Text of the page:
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First-ever local large scale commercial blueberry project bears fruit abundantly

First-ever local large scale commercial blueberry project bears fruit abundantly

The first large scale local commercial blueberry harvest produced by the Mashare Berries project, which forms part of the Spitz Capital Fund anchored in the Government Institutions Pension Fund’s (GIPF) unlisted investment programme, is set to produce a bumper crop.

Spitz Capital resorts under Königstein Capital as investment manager for specific, targetted GIPF investments.

The project is situated 50km’s east of Rundu on the banks of the Kavango river and according to the GIPF, Mashare expects to harvest an estimated 150 tons of blueberries between July and October.

According to Willem Mostert, Namibian manager of Cherry Irrigation, whose team designed and implemented the fully automated drip irrigation and ‘fertigation’ management system for the landmark project, the quality of the fruit harvested has so far been exceptional.

“A few years ago, no one would have dreamed that you could grow high-quality blueberries in a country as dry as this, said Mostert. “We’re proving what’s possible with the right planning, infrastructure and management in place.”

The blueberrie project supports the investment strategy of selecting high value crops for export to earn foreign currency. The bulk of the harvest is for export with 5% reserved for local consumption. To date, 500 kg of blueberries are being sold in Checkers supermarkets nation-wide.

The project has also turned out to be a significant seasonal employers since all the fruit has to be harvested by hand. Here, Mitrud Shirongo (left) and Ester Marungu from Mashare village, are picking the first fruits that have recently begun to ripen.

“GIPF is determined to fund agribusiness to achieve food security; import substitution and export gains of earning foreign currency, to help bolster national reserves. It is against this background that the Fund took a conscious and calculated decision to invest in agribusiness such as Mashare, to deliver returns for our members, while at the same time creating employment and empowering our rural communities. Mashare also produces cash crops such as maize, wheat, potatoes.” said Sara Mezui-Engo; Manager: Alternative Investments.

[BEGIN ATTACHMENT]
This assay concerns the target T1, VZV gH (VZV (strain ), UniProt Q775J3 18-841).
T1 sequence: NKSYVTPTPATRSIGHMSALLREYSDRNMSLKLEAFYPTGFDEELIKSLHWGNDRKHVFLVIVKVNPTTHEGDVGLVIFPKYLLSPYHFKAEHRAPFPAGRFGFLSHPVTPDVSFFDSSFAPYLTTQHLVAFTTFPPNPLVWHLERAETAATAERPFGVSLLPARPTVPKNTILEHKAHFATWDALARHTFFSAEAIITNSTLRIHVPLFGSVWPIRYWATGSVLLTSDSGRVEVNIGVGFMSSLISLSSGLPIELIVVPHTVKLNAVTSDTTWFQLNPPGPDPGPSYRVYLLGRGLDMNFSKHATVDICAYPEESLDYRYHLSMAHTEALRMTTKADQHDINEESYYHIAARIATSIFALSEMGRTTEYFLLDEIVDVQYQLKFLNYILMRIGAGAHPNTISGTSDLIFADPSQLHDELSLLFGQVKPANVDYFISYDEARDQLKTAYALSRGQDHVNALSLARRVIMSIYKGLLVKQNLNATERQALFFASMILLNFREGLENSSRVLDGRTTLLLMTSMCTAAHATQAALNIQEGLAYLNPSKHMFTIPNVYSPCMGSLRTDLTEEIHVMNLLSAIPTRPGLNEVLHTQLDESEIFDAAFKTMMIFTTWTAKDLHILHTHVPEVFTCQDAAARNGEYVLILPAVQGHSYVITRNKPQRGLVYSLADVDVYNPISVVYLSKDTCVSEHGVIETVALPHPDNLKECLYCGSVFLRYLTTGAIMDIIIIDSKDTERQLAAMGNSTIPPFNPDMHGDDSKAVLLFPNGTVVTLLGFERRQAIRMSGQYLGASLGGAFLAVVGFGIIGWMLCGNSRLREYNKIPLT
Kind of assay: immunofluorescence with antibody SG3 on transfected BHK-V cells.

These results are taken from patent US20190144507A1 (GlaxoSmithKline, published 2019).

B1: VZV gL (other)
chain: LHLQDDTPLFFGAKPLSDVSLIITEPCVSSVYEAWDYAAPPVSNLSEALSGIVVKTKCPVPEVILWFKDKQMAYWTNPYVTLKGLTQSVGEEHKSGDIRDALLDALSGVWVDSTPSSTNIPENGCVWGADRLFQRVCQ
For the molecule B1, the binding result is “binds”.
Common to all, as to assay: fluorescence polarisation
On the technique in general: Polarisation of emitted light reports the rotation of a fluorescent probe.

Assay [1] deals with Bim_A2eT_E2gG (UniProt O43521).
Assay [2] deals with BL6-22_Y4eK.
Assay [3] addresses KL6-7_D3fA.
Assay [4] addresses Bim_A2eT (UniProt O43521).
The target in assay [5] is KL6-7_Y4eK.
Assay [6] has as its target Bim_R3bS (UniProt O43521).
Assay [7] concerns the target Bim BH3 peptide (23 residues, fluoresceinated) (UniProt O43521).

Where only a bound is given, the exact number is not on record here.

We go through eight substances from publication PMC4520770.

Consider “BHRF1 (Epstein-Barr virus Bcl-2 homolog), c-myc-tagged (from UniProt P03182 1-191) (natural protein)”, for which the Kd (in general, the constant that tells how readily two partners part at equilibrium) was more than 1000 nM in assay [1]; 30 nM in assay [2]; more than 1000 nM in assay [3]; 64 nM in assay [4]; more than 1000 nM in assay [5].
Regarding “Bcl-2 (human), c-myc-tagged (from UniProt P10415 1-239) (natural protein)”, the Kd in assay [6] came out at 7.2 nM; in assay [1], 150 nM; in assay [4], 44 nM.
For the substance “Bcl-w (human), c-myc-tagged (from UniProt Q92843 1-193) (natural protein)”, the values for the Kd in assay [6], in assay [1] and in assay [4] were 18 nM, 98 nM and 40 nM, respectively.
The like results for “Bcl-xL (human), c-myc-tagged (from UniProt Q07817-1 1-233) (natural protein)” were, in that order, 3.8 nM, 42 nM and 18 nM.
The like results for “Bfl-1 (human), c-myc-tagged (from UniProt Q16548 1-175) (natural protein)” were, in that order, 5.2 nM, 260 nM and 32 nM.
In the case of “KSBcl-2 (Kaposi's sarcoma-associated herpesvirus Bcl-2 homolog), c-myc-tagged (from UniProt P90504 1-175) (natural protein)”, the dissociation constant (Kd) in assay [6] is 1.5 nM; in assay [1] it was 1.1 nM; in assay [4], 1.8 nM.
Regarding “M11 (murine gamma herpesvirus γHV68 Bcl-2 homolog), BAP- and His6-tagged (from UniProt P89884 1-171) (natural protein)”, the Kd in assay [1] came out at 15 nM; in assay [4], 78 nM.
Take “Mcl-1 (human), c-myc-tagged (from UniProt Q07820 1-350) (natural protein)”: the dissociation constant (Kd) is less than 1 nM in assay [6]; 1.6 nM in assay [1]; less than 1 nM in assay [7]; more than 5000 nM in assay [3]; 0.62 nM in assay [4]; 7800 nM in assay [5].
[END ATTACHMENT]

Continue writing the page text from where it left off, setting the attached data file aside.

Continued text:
Blueberries are an excellent source of vitamin C and soluble fibre which aids digestion, making it an ideal health product. It also reduces the risk of cardiovascular disease, improves vision and nurtures a glowing skin.

“Given the immune boosting properties that blueberries provide, it goes without saying that they should be a part of one’s daily dietary consumption. Go out there and buy local produce,” continued Mezui-Engo.

Project director Albert Basson Jnr said the 2020 harvest will continue to late October. “We’re projecting a yield of up to 150 tonnes, as different varietals reach maturity. Currently, three varietals imported from the US grower, Fall Creek have been planted on the property. The plantings were established in November 2019, with 16 ha under net, 2 ha in tunnels and 2 ha of open field.”

It is envisaged that the mature project will cultivate blueberries on betweeen 200 and 300 hectares. Mashare also produces an assortment of cereals and vegetables.

Chief Executive of the Government Institutions Pension Fund, Mr David Nuyoma, with a packet of the first harvest of Namibian blueberries, currently on sale in Checkers supermarkets.


About The Author

Donald Matthys

Donald Matthys has been part of the media fraternity since 2015. He has been working at the Namibia Economist for the past three years mainly covering business, tourism and agriculture. Donald occasionally refers to himself as a theatre maker and has staged two theatre plays so far. Follow him on twitter at @zuleitmatthys